SAN ANTONIO – Jeffrey Schwartz, MD, reported at the annual meeting of the American College of Gastroenterology.
The magnitude of the age-related increased risk highlighted in this large national study was strikingly larger than the differential inpatient mortality between geriatric and nongeriatric patients hospitalized for conditions other than inflammatory bowel disease (IBD). It’s a finding that reveals a major unmet need for improved systems of care for elderly hospitalized IBD patients, according to Dr. Schwartz, an internal medicine resident at Beth Israel Deaconess Medical Center, Boston.
“Given the high prevalence of IBD patients that require inpatient admission, as well as the rapidly aging nature of the U.S. population, it’s our hope that this study will provide some insight to drive efforts to improve standardized guideline-directed therapy and propose interventions to help close what I think is a very important gap in clinical care,” he said.
It’s well established that a second peak of IBD diagnoses occurs in 50- to 70-year-olds. At present, roughly 30% of all individuals carrying the diagnosis of IBD are over age 65, and with the graying of the baby-boomer population, this proportion is climbing.
Dr. Schwartz presented a study of the National Inpatient Sample for 2016, which is a representative sample comprising 20% of all U.S. hospital discharges for that year, the most recent year for which the data are available. The study population included all 71,040 patients hospitalized for acute management of Crohn’s disease or its immediate complications, of whom 10,095 were aged over age 75 years, as well as the 35,950 patients hospitalized for ulcerative colitis, 8,285 of whom were over 75.
Inpatient mortality occurred in 1.5% of the geriatric admissions, compared with 0.2% of nongeriatric admissions for Crohn’s disease. Similarly, the inpatient mortality rate in geriatric patients with ulcerative colitis was 1.0% versus 0.1% in patients under age 75 hospitalized for ulcerative colitis.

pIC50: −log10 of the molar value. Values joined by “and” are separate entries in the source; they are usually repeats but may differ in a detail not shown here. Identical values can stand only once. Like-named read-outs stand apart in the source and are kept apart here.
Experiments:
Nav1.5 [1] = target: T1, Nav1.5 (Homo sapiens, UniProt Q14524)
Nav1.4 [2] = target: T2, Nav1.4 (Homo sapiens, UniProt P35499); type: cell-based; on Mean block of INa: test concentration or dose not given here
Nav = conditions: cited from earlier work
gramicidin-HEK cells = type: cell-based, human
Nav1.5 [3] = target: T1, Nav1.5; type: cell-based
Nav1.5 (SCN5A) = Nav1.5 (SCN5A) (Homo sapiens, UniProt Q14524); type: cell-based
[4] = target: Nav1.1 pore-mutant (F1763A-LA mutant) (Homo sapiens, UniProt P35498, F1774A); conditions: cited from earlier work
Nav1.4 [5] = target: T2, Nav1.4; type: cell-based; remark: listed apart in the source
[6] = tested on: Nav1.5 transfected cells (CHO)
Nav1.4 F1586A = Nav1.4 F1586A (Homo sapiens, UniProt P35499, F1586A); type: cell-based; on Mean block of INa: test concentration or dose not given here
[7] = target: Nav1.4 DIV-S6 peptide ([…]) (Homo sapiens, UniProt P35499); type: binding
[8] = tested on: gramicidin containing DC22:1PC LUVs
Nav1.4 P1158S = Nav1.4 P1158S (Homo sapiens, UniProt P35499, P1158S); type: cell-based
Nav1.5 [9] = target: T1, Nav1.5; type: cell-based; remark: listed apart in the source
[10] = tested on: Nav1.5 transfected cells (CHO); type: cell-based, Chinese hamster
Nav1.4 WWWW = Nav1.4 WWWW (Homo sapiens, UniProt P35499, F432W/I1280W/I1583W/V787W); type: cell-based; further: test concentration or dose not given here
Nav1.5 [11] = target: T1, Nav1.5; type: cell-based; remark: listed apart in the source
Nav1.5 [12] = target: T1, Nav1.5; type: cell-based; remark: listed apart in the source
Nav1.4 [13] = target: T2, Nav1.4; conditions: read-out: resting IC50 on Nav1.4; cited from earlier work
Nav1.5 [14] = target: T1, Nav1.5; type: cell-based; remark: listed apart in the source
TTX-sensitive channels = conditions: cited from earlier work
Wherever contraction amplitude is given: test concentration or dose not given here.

There are lots of reasons why the management of geriatric patients with IBD is particularly challenging, Dr. Schwartz noted. They have a higher burden of comorbid conditions, worse nutritional status, and increased risks of infection and cancer. In a regression analysis that attempted to control for such confounders using the Elixhauser mortality index, the nongeriatric Crohn’s disease patients were an adjusted 75% less likely to die in the hospital than those who were older. Nongeriatric ulcerative colitis patients were 81% less likely to die than geriatric patients with the disease. In contrast, nongeriatric patients admitted for reasons other than IBD had only an adjusted 50% lower risk of inpatient mortality than those who were older than 75.
Of note, in this analysis adjusted for confounders, there was no difference between geriatric and nongeriatric IBD patients in terms of resource utilization as reflected in average length of stay and hospital charges, Dr. Schwartz continued.
Asked if he could shed light on any specific complications that drove the age-related disparity in inpatient mortality in the IBD population, the physician replied that he and his coinvestigators were thwarted in their effort to do so because the inpatient mortality of 1.0%-1.5% was so low that further breakdown as to causes of death would have been statistically unreliable. It might be possible to do so successfully by combining several years of National Inpatient Sample data. That being said, it’s reasonable to hypothesize that cardiovascular complications are an important contributor, he added.
Dr. Schwartz reported having no financial conflicts regarding his study, conducted free of commercial support.
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